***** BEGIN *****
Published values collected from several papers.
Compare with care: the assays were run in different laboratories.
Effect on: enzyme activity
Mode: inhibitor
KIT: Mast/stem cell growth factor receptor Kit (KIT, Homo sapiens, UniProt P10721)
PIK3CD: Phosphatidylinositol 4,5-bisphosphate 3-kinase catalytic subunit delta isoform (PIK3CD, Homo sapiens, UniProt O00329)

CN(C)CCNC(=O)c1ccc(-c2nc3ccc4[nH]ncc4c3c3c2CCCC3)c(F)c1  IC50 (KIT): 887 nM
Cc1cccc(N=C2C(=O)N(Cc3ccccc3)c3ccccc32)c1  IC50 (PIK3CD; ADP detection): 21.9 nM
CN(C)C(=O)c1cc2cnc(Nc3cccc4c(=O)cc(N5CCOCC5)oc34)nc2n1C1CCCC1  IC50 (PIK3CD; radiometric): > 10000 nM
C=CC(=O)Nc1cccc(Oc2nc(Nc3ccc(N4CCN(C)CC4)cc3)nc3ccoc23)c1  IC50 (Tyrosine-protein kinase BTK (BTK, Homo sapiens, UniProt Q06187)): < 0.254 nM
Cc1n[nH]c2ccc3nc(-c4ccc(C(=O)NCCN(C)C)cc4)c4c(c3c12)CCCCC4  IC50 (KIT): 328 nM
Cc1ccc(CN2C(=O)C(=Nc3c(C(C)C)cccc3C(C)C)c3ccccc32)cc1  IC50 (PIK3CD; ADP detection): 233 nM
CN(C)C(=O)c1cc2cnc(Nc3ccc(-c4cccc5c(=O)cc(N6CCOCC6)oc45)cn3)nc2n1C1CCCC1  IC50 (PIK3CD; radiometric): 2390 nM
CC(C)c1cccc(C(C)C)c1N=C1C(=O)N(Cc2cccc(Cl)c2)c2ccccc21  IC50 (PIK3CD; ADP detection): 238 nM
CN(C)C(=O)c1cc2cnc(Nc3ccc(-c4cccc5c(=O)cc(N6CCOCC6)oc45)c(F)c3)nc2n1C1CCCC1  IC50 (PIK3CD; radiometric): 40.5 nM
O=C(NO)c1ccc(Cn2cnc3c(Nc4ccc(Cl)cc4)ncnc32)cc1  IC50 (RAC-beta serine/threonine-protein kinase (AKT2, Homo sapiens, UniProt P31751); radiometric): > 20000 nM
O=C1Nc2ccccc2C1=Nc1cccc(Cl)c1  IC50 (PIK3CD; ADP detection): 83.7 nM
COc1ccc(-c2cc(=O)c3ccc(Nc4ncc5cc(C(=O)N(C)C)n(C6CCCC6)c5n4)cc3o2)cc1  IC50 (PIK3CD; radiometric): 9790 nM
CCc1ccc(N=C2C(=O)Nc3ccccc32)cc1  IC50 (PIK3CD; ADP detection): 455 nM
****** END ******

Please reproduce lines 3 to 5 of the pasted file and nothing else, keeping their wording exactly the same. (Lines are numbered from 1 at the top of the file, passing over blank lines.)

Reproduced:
Effect on: enzyme activity
Mode: inhibitor
KIT: Mast/stem cell growth factor receptor Kit (KIT, Homo sapiens, UniProt P10721)